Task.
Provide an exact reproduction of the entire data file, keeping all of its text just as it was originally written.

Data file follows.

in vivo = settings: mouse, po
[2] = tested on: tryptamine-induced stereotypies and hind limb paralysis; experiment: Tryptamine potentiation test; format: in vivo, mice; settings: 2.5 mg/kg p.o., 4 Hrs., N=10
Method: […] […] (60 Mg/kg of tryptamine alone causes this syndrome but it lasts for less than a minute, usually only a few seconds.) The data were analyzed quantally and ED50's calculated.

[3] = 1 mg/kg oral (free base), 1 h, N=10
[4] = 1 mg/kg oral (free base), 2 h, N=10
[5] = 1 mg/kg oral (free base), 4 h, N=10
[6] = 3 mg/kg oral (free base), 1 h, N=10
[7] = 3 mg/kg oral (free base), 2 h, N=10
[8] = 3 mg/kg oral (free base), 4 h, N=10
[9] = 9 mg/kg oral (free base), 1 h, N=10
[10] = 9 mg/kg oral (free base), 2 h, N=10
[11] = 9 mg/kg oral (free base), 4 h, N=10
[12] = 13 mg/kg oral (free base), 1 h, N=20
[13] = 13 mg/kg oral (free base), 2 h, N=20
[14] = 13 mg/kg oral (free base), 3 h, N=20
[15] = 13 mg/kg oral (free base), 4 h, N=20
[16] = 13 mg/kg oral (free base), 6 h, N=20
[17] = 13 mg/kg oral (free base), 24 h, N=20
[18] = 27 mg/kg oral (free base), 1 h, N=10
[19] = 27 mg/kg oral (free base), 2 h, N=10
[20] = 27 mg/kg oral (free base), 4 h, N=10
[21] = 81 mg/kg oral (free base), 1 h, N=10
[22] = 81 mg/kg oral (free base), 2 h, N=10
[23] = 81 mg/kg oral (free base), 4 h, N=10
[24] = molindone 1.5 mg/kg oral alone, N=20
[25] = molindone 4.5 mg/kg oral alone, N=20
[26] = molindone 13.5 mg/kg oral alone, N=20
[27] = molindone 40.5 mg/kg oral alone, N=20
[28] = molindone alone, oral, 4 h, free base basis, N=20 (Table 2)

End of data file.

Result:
in vivo = settings: mouse, po
[2] = tested on: tryptamine-induced stereotypies and hind limb paralysis; experiment: Tryptamine potentiation test; format: in vivo, mice; settings: 2.5 mg/kg p.o., 4 Hrs., N=10
Method: […] […] (60 Mg/kg of tryptamine alone causes this syndrome but it lasts for less than a minute, usually only a few seconds.) The data were analyzed quantally and ED50's calculated.

[3] = 1 mg/kg oral (free base), 1 h, N=10
[4] = 1 mg/kg oral (free base), 2 h, N=10
[5] = 1 mg/kg oral (free base), 4 h, N=10
[6] = 3 mg/kg oral (free base), 1 h, N=10
[7] = 3 mg/kg oral (free base), 2 h, N=10
[8] = 3 mg/kg oral (free base), 4 h, N=10
[9] = 9 mg/kg oral (free base), 1 h, N=10
[10] = 9 mg/kg oral (free base), 2 h, N=10
[11] = 9 mg/kg oral (free base), 4 h, N=10
[12] = 13 mg/kg oral (free base), 1 h, N=20
[13] = 13 mg/kg oral (free base), 2 h, N=20
[14] = 13 mg/kg oral (free base), 3 h, N=20
[15] = 13 mg/kg oral (free base), 4 h, N=20
[16] = 13 mg/kg oral (free base), 6 h, N=20
[17] = 13 mg/kg oral (free base), 24 h, N=20
[18] = 27 mg/kg oral (free base), 1 h, N=10
[19] = 27 mg/kg oral (free base), 2 h, N=10
[20] = 27 mg/kg oral (free base), 4 h, N=10
[21] = 81 mg/kg oral (free base), 1 h, N=10
[22] = 81 mg/kg oral (free base), 2 h, N=10
[23] = 81 mg/kg oral (free base), 4 h, N=10
[24] = molindone 1.5 mg/kg oral alone, N=20
[25] = molindone 4.5 mg/kg oral alone, N=20
[26] = molindone 13.5 mg/kg oral alone, N=20
[27] = molindone 40.5 mg/kg oral alone, N=20
[28] = molindone alone, oral, 4 h, free base basis, N=20 (Table 2)